Capstone Wins Contract To Power Oil, Gas Sites

Capstone Turbine Corp. will supply microturbines to power multiple oil and gas sites in South America.

The 5.2 MW order consists of five C800 and two C600 Signature Series microturbines that are being deployed to three separate installation sites. Capstone said its microturbines were selected for their reliability to mitigate power outages, which result in the loss of millions of dollars in missing oil production. The microturbines will provide primary power, with the critical load being the compression systems at each site.

The microturbines will be fueled by associated gas, which is a natural byproduct of the oil production process. The microturbines are able to run on lower quality, minimally processed associated gas, which typically needs a great deal of treatment before it can be utilized as a fuel source, the company said However, Capstone’s microturbines are able to run on a wide range of fuels with various BTU content, requiring minimal treatment when compared to reciprocating engines, helping reduce the overall cost of the project while improving reliability.

Supernova Energy Services, a South American distributor for Capstone, secured the project.

“We are excited to see our multi-year sales effort result in a significant initial order for the oil and gas market in South America,” said Jim Crouse, executive vice president of Sales and Marketing of Capstone. “We expect to see oil and gas companies continue to look at total cost of ownership, reliability, and the impact on the environment as their primary criteria in selecting future power generation solutions, helping to drive Capstone as the desired solution.”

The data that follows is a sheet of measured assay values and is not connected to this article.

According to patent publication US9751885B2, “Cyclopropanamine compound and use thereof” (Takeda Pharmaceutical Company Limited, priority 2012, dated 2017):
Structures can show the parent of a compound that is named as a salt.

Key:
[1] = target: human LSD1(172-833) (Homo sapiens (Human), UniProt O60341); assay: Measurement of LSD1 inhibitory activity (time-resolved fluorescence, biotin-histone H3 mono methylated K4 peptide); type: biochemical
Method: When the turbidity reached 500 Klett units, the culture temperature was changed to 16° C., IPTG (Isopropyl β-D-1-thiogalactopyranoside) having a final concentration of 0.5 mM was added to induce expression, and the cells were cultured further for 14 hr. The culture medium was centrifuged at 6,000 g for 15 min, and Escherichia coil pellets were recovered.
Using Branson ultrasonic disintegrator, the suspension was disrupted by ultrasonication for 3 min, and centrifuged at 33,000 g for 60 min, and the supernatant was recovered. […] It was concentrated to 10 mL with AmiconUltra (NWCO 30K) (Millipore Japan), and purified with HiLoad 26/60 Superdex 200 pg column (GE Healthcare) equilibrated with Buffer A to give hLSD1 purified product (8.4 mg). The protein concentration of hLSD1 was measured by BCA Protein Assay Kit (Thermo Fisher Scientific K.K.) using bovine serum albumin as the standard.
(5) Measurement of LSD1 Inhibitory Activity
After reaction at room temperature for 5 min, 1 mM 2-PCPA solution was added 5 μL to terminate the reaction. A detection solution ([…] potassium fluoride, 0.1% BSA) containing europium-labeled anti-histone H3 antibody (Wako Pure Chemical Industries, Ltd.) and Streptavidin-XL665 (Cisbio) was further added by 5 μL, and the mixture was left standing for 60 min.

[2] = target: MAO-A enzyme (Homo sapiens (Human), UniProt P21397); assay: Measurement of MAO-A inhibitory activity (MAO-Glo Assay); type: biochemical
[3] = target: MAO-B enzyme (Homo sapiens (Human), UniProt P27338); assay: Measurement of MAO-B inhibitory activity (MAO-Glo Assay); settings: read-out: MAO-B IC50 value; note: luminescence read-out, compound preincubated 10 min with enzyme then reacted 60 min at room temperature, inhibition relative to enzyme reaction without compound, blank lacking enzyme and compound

“As Brent crude oil prices continue to remain well above US$50 a barrel, we continue to see a rebound in our oil and gas business. This rebound combined with our expanding energy efficiency business is driving our year-over-year revenue growth,” said Darren Jamison, president and chief executive Officer of Capstone. “These units will eliminate the need for unreliable and environmentally unfriendly diesel engine generator sets to power the sites. Microturbines running on essentially free associated gas makes both environmental and economic sense, or said another way, provides customers with two shades of green. It saves money and is eco-friendly.”

 

 

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